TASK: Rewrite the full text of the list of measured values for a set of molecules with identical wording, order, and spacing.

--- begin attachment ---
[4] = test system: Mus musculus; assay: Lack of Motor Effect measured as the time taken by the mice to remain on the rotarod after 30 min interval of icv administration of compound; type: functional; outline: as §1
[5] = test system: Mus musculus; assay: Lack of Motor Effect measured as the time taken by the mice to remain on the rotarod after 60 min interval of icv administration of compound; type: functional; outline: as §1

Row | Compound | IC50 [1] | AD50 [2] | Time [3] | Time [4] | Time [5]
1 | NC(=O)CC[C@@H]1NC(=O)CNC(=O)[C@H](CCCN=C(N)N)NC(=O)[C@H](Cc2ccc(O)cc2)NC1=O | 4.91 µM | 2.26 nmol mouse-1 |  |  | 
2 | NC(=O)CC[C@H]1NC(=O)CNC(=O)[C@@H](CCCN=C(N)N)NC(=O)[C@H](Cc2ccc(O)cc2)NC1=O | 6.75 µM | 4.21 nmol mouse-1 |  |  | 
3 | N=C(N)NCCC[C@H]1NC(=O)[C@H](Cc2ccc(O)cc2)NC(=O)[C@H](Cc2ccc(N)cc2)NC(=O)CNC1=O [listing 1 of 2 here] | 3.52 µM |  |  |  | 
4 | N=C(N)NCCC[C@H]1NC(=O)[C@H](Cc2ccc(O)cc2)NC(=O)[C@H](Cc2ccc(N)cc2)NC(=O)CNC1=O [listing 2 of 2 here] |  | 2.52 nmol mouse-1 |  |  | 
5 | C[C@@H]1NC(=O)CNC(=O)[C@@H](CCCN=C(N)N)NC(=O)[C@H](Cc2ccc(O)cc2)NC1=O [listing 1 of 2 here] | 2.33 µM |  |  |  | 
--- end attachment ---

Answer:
[4] = test system: Mus musculus; assay: Lack of Motor Effect measured as the time taken by the mice to remain on the rotarod after 30 min interval of icv administration of compound; type: functional; outline: as §1
[5] = test system: Mus musculus; assay: Lack of Motor Effect measured as the time taken by the mice to remain on the rotarod after 60 min interval of icv administration of compound; type: functional; outline: as §1

Row | Compound | IC50 [1] | AD50 [2] | Time [3] | Time [4] | Time [5]
1 | NC(=O)CC[C@@H]1NC(=O)CNC(=O)[C@H](CCCN=C(N)N)NC(=O)[C@H](Cc2ccc(O)cc2)NC1=O | 4.91 µM | 2.26 nmol mouse-1 |  |  | 
2 | NC(=O)CC[C@H]1NC(=O)CNC(=O)[C@@H](CCCN=C(N)N)NC(=O)[C@H](Cc2ccc(O)cc2)NC1=O | 6.75 µM | 4.21 nmol mouse-1 |  |  | 
3 | N=C(N)NCCC[C@H]1NC(=O)[C@H](Cc2ccc(O)cc2)NC(=O)[C@H](Cc2ccc(N)cc2)NC(=O)CNC1=O [listing 1 of 2 here] | 3.52 µM |  |  |  | 
4 | N=C(N)NCCC[C@H]1NC(=O)[C@H](Cc2ccc(O)cc2)NC(=O)[C@H](Cc2ccc(N)cc2)NC(=O)CNC1=O [listing 2 of 2 here] |  | 2.52 nmol mouse-1 |  |  | 
5 | C[C@@H]1NC(=O)CNC(=O)[C@@H](CCCN=C(N)N)NC(=O)[C@H](Cc2ccc(O)cc2)NC1=O [listing 1 of 2 here] | 2.33 µM |  |  |  | 